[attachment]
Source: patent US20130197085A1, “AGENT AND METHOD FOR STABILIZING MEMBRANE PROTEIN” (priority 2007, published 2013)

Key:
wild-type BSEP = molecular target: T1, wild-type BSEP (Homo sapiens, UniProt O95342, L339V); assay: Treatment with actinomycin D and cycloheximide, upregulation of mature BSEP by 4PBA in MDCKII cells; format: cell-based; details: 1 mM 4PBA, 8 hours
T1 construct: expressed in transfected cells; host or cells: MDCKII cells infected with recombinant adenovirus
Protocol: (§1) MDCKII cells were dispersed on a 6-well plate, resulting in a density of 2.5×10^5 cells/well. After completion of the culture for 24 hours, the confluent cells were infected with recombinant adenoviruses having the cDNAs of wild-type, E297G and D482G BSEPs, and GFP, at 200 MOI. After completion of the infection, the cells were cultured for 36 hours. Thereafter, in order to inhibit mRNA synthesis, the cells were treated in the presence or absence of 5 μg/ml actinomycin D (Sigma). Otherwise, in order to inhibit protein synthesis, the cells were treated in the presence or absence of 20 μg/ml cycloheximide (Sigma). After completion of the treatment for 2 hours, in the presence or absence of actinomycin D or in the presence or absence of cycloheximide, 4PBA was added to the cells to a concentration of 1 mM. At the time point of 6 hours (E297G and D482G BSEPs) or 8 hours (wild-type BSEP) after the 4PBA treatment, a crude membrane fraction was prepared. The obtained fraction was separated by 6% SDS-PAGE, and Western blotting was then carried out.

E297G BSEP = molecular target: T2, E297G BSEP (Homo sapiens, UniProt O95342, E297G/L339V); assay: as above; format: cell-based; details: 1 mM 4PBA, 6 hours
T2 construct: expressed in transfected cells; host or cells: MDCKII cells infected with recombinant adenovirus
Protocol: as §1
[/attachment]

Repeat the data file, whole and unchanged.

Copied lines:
Source: patent US20130197085A1, “AGENT AND METHOD FOR STABILIZING MEMBRANE PROTEIN” (priority 2007, published 2013)

Key:
wild-type BSEP = molecular target: T1, wild-type BSEP (Homo sapiens, UniProt O95342, L339V); assay: Treatment with actinomycin D and cycloheximide, upregulation of mature BSEP by 4PBA in MDCKII cells; format: cell-based; details: 1 mM 4PBA, 8 hours
T1 construct: expressed in transfected cells; host or cells: MDCKII cells infected with recombinant adenovirus
Protocol: (§1) MDCKII cells were dispersed on a 6-well plate, resulting in a density of 2.5×10^5 cells/well. After completion of the culture for 24 hours, the confluent cells were infected with recombinant adenoviruses having the cDNAs of wild-type, E297G and D482G BSEPs, and GFP, at 200 MOI. After completion of the infection, the cells were cultured for 36 hours. Thereafter, in order to inhibit mRNA synthesis, the cells were treated in the presence or absence of 5 μg/ml actinomycin D (Sigma). Otherwise, in order to inhibit protein synthesis, the cells were treated in the presence or absence of 20 μg/ml cycloheximide (Sigma). After completion of the treatment for 2 hours, in the presence or absence of actinomycin D or in the presence or absence of cycloheximide, 4PBA was added to the cells to a concentration of 1 mM. At the time point of 6 hours (E297G and D482G BSEPs) or 8 hours (wild-type BSEP) after the 4PBA treatment, a crude membrane fraction was prepared. The obtained fraction was separated by 6% SDS-PAGE, and Western blotting was then carried out.

E297G BSEP = molecular target: T2, E297G BSEP (Homo sapiens, UniProt O95342, E297G/L339V); assay: as above; format: cell-based; details: 1 mM 4PBA, 6 hours
T2 construct: expressed in transfected cells; host or cells: MDCKII cells infected with recombinant adenovirus
Protocol: as §1